Original Air Date: September 29, 1961
Writer: Rod Serling
Director: Lamont Johnson
“What you are about to watch is a nightmare. It is not meant to be prophetic, it need not happen, it’s the fervent and urgent prayer of all men of good will that it never shall happen. But in this place, in this moment, it does happen. This is… the Twilight Zone.”
In an ordinary suburban neighborhood a family birthday party is being held for a physician named Bill Stockton (played by Larry Gates). Many of his friends, neighbors, and former classmates from the State University are in attendance but the party is interrupted by an emergency radio broadcast. Unidentified objects are headed toward the United States, we are left to assume nuclear war has been declared.
Bill takes his wife and child down to his fallout shelter. Many of his friends and neighbors who once derided him for making the bunker now come knocking on the door begging to be allowed in. However, Bill only constructed the facility to accommodate for three people. In shock, the group goes mad. They start attacking each other and attempt to ram their way into Bill’s shelter. While the group grows increasingly hysteric and barbaric, Bill’s family remains terrified while locked in their shelter. Just then another radio broadcast is heard. It announces the unidentified objects were merely satellites and there is no need to panic.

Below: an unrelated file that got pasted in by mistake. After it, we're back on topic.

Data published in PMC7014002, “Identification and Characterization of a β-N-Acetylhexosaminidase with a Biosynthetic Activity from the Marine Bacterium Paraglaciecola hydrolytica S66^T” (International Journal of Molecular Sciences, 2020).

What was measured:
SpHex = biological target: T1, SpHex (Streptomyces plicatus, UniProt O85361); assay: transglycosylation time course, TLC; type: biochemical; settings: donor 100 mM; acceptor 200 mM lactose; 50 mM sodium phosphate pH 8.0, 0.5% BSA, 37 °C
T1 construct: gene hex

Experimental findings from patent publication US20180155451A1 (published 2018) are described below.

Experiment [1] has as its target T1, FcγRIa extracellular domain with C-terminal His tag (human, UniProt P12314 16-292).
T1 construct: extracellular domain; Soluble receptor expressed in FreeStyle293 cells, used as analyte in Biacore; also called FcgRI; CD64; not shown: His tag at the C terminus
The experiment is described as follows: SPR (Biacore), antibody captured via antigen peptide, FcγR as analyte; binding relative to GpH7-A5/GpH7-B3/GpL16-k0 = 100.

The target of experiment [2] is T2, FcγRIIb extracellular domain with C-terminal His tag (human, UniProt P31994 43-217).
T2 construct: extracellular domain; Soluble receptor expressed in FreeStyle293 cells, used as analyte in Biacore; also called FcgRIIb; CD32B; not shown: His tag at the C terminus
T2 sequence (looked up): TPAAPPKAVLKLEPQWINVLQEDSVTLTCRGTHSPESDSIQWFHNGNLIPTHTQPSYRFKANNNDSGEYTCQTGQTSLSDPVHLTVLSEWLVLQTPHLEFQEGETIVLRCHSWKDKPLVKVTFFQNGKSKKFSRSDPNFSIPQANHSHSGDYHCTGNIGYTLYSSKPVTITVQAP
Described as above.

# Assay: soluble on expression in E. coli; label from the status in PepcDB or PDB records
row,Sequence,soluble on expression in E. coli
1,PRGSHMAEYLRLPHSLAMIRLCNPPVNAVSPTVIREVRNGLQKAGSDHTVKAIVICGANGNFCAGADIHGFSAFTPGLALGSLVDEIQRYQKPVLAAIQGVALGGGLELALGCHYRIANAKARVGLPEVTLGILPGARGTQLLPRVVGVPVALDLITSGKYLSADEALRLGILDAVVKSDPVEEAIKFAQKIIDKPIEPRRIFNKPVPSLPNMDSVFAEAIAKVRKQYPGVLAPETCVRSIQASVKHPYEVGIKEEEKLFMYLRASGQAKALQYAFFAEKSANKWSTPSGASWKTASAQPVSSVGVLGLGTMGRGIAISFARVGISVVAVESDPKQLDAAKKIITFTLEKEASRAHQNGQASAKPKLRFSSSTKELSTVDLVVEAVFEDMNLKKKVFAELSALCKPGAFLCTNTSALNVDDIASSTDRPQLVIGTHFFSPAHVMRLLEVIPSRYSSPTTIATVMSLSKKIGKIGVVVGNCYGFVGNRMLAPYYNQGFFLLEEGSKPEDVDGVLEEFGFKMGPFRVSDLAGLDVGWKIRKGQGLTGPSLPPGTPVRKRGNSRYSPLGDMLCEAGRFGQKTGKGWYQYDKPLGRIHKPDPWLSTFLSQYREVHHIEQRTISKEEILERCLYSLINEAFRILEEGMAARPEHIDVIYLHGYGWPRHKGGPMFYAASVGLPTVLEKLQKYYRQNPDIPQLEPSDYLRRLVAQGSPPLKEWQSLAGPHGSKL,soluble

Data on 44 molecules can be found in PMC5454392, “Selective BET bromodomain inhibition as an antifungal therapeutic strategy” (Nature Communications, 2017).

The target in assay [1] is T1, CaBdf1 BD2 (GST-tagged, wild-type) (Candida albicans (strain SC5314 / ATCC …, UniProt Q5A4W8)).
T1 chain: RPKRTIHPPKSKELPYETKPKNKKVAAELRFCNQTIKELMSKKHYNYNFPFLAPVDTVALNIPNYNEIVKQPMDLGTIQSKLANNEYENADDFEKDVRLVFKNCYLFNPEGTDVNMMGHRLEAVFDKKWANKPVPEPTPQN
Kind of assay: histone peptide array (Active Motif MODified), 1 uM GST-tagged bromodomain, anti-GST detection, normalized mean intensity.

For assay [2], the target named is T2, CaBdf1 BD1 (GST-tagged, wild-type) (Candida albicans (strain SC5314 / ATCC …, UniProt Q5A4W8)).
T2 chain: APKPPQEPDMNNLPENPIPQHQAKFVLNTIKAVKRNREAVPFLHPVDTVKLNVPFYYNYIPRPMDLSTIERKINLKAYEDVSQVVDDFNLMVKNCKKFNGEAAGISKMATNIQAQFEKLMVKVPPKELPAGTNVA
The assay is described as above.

The people are suddenly calmed and they slowly begin to disperse, though the bestial survival instincts lurking just beneath the surface of suburban America remain ever-present (a similar theme to the Season 1 episode “The Monsters Are Due on Maple Street”).
“No moral, no message, no prophetic tract, just a simple statement of fact: for civilization to survive, the human race has to remain civilized. Tonight’s very small exercise in logic from the Twilight Zone.”
The Twilight Zone Trivia:
- “The Shelter” aired after a summer in which the fallout shelter had become a major middle class commodity due to the Berlin Crisis of 1961 which very nearly caused a nuclear war. Two weeks after the episode aired, the crisis escalated and construction of the Berlin Wall began.
- This was also one of the show’s best reviewed episodes.
- In an interview with Bob Crane, Rod Serling described the inspiration for the episode as stemming from his own family’s interest in building a fallout shelter. Serling stated that the episode received 1,300 letters and cards over a two day period after the initial broadcast.
- These were some of the same sets used in “The Monsters Are Due On Maple Street.”